The Pioneer Museum
The Pioneer Museum is a memorial that celebrates a unique community that was created by early settlers for future generations. Explore a shared narrative of this community's past. Historic structures, authentic objects, photographs, and much more. Located on 3 beautiful acres of shaded grounds, landscaped with native plants. Activities and educational programs enliven the visitor experience for all ages. Come Join Us!
The Pioneer Museum Complex includes the following:
- The Dambach-Besier House which stood at 515 E. Main Street for 135 years and was moved to 325 West Main Street and reconstructed. It is now the entrance to the Pioneer Museum and serves as the West End Visitor Center for the Fredericksburg Convention and Visitors Bureau Welcome Center. The Dambach-Besier House was originally built in 1869. It was purchased by the Besier Family in 1881. In 1967 it became the Sunday House Restaurant and Convention Center. In 2005 it was disassembled, moved, and reconstructed with funding from donors to the Gillespie County Historical Society. The reconstruction of the old house at the Pioneer Museum is the signature accomplishment of Phase One of the History in the Making Campaign, and serves as a symbol of Fredericksburg’s commitment to preservation.
- The Kammlah House (circa1849) was a one-room structure with a barn and smokehouse. Throughout the years four generations of Kammlahs added three kitchens, a cellar, a stone patio, bedrooms and living areas. Between 1870 and 1924, the Kammlahs operated a general store in the front rooms. The Gillespie County Historical Society purchased the Kammlah property in 1955.
- The Fassel-Roeder House was once a one-room butcher shop. A kitchen, living room and front porch were added later. An amazing coin-operated music box from Leipzig, the Polyphony, is a centerpiece of the parlor. It sits on its original lot on West Main Street along with the Kammlah buildings.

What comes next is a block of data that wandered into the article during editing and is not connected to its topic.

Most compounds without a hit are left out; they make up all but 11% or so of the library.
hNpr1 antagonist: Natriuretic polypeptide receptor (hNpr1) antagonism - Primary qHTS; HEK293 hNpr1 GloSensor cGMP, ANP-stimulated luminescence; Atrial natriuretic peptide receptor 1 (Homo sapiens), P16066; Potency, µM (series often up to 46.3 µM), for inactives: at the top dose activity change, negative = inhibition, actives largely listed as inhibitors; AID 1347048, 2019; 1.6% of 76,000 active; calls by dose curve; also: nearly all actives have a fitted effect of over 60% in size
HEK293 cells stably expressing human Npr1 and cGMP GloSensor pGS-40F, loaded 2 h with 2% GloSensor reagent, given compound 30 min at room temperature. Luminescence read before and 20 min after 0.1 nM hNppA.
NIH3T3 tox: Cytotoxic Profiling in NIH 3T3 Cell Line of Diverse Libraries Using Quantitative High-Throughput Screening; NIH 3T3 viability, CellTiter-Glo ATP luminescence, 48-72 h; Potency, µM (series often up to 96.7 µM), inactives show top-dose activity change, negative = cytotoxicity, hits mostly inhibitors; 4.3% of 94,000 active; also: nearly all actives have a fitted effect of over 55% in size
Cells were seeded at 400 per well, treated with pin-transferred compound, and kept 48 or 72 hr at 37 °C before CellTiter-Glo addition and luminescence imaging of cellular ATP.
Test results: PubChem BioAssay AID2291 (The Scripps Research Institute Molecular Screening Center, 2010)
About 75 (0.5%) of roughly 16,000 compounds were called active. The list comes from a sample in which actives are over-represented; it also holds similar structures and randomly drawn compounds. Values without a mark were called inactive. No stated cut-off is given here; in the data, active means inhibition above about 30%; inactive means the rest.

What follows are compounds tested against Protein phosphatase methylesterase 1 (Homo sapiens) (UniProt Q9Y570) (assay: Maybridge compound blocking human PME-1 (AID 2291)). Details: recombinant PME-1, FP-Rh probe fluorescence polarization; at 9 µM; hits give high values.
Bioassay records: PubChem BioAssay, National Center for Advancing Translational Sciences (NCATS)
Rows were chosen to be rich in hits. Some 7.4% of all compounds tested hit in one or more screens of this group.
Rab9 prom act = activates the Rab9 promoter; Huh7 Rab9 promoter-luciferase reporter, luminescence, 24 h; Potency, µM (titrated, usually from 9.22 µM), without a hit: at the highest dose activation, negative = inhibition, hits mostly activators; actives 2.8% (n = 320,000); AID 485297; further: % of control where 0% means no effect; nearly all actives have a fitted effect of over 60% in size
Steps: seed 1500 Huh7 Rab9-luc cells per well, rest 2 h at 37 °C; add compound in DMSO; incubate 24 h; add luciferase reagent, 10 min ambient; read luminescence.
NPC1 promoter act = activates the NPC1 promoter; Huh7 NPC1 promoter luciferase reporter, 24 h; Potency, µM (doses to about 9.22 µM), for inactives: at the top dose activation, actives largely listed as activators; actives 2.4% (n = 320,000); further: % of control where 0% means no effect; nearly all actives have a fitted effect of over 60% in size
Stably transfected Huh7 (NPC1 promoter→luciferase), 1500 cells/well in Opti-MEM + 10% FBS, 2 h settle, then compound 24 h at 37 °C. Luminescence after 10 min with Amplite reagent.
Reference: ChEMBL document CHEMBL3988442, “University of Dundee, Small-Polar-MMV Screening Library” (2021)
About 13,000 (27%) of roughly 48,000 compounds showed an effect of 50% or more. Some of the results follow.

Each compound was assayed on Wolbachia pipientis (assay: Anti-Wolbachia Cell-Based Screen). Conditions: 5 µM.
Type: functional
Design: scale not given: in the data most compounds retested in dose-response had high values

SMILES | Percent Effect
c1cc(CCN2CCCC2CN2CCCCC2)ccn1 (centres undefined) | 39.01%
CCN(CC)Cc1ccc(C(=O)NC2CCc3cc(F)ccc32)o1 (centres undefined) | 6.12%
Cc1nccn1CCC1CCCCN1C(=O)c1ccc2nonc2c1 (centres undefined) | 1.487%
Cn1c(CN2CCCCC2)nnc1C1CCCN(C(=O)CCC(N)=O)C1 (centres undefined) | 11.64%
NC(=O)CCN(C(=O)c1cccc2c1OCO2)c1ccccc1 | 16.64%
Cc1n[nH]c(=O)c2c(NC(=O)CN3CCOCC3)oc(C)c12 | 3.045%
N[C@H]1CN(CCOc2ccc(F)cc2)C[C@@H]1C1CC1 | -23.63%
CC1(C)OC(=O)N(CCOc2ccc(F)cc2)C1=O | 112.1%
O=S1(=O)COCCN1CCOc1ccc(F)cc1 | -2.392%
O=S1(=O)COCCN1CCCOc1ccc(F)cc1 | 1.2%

- Walton-Smith Log Cabin (circa1880’s) was the family home of John and Nancy Walton and their three children. After John’s death, Nancy married John Smith. In the 1980s, it was discovered that the original cabin had been totally encased by additions to the house. In 1985, it was moved and rebuilt at the Pioneer Museum Complex by Cox Restoration, in memory of Jay Cox.
- The White Oak School is a one-room country schoolhouse. Charles Feller, a former student of the school donated the White Oak School to the Museum.
- The Weber Sunday House served as a place to rest when the Weber family made the seven-mile trip to town for shopping and church. The Sunday House is unique to the Fredericksburg area. As transportation became more efficient the Sunday Houses fell into disuse. Gas rationing during World War II temporarily restored the life of Sunday Houses in the Fredericksburg area.
- The Arhelger Bathhouse stood behind the Arhelger Barbershop on East Main Street. Between 1910 and 1930, travelers frequently stopped in for a haircut and shave. The bathhouse was donated to the Pioneer Museum by Kenneth and JoAnn Kothe in 1995.
- The Fredericksburg Volunteer Fire Department Museum displays firefighting equipment from the early 20th century. Fredericksburg’s Volunteer Firefighters have protected residents for over 125 years.